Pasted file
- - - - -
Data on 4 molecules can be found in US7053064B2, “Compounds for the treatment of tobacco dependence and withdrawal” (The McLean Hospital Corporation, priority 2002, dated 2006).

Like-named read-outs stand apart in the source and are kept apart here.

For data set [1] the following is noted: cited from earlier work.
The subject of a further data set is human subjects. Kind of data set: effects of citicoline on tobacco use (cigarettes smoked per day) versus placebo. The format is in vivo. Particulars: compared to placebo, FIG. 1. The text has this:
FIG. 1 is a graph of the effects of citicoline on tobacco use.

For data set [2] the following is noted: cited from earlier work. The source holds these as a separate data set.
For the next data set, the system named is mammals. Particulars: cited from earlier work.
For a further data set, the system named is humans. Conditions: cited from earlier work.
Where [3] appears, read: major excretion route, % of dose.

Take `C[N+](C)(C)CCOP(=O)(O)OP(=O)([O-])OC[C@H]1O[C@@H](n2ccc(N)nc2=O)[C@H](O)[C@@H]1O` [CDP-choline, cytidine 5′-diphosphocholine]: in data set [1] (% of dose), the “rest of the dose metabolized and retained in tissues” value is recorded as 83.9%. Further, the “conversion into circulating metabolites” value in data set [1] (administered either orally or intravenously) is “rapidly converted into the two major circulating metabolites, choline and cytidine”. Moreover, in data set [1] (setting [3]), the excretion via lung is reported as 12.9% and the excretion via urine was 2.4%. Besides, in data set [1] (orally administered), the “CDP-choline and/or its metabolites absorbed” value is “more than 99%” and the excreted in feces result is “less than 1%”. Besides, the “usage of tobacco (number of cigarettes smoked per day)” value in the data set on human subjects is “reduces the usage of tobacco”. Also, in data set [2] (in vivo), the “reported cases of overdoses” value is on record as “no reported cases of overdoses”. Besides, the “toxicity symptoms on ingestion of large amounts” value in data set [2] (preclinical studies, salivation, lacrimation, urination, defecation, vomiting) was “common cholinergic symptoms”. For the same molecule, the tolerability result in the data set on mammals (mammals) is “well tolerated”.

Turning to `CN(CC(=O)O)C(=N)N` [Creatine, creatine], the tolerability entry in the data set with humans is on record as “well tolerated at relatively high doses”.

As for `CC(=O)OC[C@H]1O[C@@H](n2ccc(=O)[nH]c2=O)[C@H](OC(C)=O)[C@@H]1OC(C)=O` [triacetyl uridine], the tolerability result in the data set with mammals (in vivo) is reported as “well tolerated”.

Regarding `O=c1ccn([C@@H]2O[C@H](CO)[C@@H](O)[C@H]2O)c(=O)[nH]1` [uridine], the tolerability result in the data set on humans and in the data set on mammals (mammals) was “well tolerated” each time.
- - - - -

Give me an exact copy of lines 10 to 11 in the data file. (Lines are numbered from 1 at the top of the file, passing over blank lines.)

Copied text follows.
Take `C[N+](C)(C)CCOP(=O)(O)OP(=O)([O-])OC[C@H]1O[C@@H](n2ccc(N)nc2=O)[C@H](O)[C@@H]1O` [CDP-choline, cytidine 5′-diphosphocholine]: in data set [1] (% of dose), the “rest of the dose metabolized and retained in tissues” value is recorded as 83.9%. Further, the “conversion into circulating metabolites” value in data set [1] (administered either orally or intravenously) is “rapidly converted into the two major circulating metabolites, choline and cytidine”. Moreover, in data set [1] (setting [3]), the excretion via lung is reported as 12.9% and the excretion via urine was 2.4%. Besides, in data set [1] (orally administered), the “CDP-choline and/or its metabolites absorbed” value is “more than 99%” and the excreted in feces result is “less than 1%”. Besides, the “usage of tobacco (number of cigarettes smoked per day)” value in the data set on human subjects is “reduces the usage of tobacco”. Also, in data set [2] (in vivo), the “reported cases of overdoses” value is on record as “no reported cases of overdoses”. Besides, the “toxicity symptoms on ingestion of large amounts” value in data set [2] (preclinical studies, salivation, lacrimation, urination, defecation, vomiting) was “common cholinergic symptoms”. For the same molecule, the tolerability result in the data set on mammals (mammals) is “well tolerated”.

Turning to `CN(CC(=O)O)C(=N)N` [Creatine, creatine], the tolerability entry in the data set with humans is on record as “well tolerated at relatively high doses”.